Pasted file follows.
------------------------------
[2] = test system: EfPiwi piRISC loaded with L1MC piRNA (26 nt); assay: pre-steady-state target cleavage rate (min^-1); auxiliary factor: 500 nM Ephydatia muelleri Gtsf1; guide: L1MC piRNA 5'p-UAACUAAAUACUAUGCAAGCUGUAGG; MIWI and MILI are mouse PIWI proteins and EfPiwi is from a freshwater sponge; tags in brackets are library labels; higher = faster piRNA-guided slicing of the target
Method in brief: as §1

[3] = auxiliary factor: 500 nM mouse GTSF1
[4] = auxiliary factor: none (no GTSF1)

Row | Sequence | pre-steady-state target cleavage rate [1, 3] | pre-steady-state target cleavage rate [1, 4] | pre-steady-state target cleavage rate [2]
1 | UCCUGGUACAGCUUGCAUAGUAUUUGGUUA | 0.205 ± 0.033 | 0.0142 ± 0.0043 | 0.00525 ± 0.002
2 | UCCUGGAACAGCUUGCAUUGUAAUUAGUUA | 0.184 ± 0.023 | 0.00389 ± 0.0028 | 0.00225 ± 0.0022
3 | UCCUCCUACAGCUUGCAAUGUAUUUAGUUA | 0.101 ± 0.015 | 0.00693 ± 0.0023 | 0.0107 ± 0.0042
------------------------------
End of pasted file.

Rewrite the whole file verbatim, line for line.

[2] = test system: EfPiwi piRISC loaded with L1MC piRNA (26 nt); assay: pre-steady-state target cleavage rate (min^-1); auxiliary factor: 500 nM Ephydatia muelleri Gtsf1; guide: L1MC piRNA 5'p-UAACUAAAUACUAUGCAAGCUGUAGG; MIWI and MILI are mouse PIWI proteins and EfPiwi is from a freshwater sponge; tags in brackets are library labels; higher = faster piRNA-guided slicing of the target
Method in brief: as §1

[3] = auxiliary factor: 500 nM mouse GTSF1
[4] = auxiliary factor: none (no GTSF1)

Row | Sequence | pre-steady-state target cleavage rate [1, 3] | pre-steady-state target cleavage rate [1, 4] | pre-steady-state target cleavage rate [2]
1 | UCCUGGUACAGCUUGCAUAGUAUUUGGUUA | 0.205 ± 0.033 | 0.0142 ± 0.0043 | 0.00525 ± 0.002
2 | UCCUGGAACAGCUUGCAUUGUAAUUAGUUA | 0.184 ± 0.023 | 0.00389 ± 0.0028 | 0.00225 ± 0.0022
3 | UCCUCCUACAGCUUGCAAUGUAUUUAGUUA | 0.101 ± 0.015 | 0.00693 ± 0.0023 | 0.0107 ± 0.0042